Jesse Kaye (1824-1892)
He was born in 1824 in Flockton, the son of farmer and weaver William Kaye and his wife Hannah (née Senior).
He married Lucy Dyson at All Hallows, Almondbury, on 30 November 1845. By that time, he was working as a butcher and living in Berry Brow. Over the next two decades, the raised a family of six children.
He likely took over the licence of the Big Valley Hotel, below Netherton, in 1859 and is listed as residing there in the 1861, 1871, 1881 Censuses.
In 1865, he took ownership of the remains of a horse pistol, which many locals believed was one of the four pistols used by the Luddites to kill mill-owner William Horsfall, and displayed it in the inn. In October 1871, he loaned two items to the Fine Art and Industrial Exhibition held at the Methodist New Connexion School at Paddock — the sword of a swordfish and "the pistol that shot Mr. Horsfall during the Ludd Riots".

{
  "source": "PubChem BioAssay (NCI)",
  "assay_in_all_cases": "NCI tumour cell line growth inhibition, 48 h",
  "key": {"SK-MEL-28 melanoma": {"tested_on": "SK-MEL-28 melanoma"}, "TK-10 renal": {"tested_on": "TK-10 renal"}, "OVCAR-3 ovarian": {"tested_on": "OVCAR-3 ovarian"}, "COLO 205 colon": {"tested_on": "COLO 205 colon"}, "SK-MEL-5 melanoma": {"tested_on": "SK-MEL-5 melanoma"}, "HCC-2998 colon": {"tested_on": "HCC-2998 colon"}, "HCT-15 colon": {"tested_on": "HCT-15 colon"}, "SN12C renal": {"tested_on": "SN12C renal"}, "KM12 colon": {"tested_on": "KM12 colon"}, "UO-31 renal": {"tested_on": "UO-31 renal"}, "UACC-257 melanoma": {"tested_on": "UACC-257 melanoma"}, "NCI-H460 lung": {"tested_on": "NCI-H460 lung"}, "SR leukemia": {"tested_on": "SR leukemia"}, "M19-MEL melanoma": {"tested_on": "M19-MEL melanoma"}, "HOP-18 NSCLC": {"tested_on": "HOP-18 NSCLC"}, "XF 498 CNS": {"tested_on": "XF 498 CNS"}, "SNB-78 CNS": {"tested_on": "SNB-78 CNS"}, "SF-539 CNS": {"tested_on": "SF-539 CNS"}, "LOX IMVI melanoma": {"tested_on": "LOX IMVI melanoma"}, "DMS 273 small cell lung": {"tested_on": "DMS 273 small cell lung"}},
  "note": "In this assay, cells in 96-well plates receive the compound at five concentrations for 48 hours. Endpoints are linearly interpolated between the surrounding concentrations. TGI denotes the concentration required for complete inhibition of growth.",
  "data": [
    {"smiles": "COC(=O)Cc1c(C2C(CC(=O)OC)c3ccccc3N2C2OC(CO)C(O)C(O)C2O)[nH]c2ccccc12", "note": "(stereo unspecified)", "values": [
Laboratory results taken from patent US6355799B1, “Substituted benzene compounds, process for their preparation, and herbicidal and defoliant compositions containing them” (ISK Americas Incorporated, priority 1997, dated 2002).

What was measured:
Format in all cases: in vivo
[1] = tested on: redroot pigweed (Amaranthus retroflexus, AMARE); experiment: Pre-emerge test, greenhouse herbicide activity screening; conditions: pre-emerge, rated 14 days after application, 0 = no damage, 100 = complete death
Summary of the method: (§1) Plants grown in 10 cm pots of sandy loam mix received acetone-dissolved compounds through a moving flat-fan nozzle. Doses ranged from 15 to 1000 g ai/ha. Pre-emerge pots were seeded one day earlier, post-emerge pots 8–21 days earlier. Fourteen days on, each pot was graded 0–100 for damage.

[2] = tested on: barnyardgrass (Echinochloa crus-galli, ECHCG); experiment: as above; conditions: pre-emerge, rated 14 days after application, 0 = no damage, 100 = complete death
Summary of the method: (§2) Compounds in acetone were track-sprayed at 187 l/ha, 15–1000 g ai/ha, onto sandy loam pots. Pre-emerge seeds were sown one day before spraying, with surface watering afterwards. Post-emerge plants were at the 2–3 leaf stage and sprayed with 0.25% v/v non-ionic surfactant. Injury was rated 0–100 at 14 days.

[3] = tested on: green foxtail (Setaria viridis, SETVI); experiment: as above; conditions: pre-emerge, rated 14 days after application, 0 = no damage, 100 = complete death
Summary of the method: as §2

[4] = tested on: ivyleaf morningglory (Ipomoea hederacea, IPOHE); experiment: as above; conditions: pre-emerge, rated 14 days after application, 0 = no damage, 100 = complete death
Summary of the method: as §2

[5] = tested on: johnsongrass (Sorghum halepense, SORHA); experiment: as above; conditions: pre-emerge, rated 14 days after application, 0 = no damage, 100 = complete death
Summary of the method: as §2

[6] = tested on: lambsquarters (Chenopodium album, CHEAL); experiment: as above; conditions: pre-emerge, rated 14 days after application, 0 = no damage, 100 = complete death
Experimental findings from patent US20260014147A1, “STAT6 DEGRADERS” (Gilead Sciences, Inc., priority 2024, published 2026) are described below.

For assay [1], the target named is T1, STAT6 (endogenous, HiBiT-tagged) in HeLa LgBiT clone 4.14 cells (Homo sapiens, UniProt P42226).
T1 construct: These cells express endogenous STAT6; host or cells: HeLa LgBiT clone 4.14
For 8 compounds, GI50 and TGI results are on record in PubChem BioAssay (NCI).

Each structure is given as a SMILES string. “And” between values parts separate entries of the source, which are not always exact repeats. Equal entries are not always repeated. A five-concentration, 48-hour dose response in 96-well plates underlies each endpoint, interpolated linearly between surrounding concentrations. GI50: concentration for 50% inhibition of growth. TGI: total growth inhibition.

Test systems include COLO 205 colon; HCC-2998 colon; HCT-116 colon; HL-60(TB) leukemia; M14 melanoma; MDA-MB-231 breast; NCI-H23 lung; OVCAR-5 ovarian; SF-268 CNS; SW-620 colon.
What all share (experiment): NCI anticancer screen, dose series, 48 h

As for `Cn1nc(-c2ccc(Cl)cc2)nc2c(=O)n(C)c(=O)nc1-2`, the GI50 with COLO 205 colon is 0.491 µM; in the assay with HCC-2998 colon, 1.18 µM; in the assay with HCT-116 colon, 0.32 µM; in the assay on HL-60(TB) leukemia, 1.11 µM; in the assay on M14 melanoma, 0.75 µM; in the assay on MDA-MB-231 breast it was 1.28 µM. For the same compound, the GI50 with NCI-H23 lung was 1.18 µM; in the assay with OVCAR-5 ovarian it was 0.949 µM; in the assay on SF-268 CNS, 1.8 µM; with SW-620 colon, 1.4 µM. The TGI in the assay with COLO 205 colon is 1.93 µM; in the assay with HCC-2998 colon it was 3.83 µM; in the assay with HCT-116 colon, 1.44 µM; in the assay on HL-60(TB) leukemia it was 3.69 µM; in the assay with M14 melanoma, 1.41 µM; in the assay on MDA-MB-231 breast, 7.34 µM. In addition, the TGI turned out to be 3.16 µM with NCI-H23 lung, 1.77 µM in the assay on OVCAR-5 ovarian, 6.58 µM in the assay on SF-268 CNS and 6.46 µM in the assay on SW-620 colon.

A few months later, Jesse married widow Eliza Cayford (née Heppenstall) at St. Paul on 14 September 1884. She died three years later, aged 49.
Jesse Kaye died on 30 June 1892, aged 67, and was buried at St. Paul, Armitage Bridge, the following day.
Notes and References
- I am extremely grateful to Les Kaye for sharing information about his paternal ancestor.
- It seems likely that Hannah would have been heavily pregnant when she married William in August 1824.
- "Netherton: A Relic of Luddism" in Huddersfield Chronicle (29/Apr/1865).
- "Fine Art and Industrial Exhibition at Paddock" in Huddersfield Chronicle (28/Oct/1871).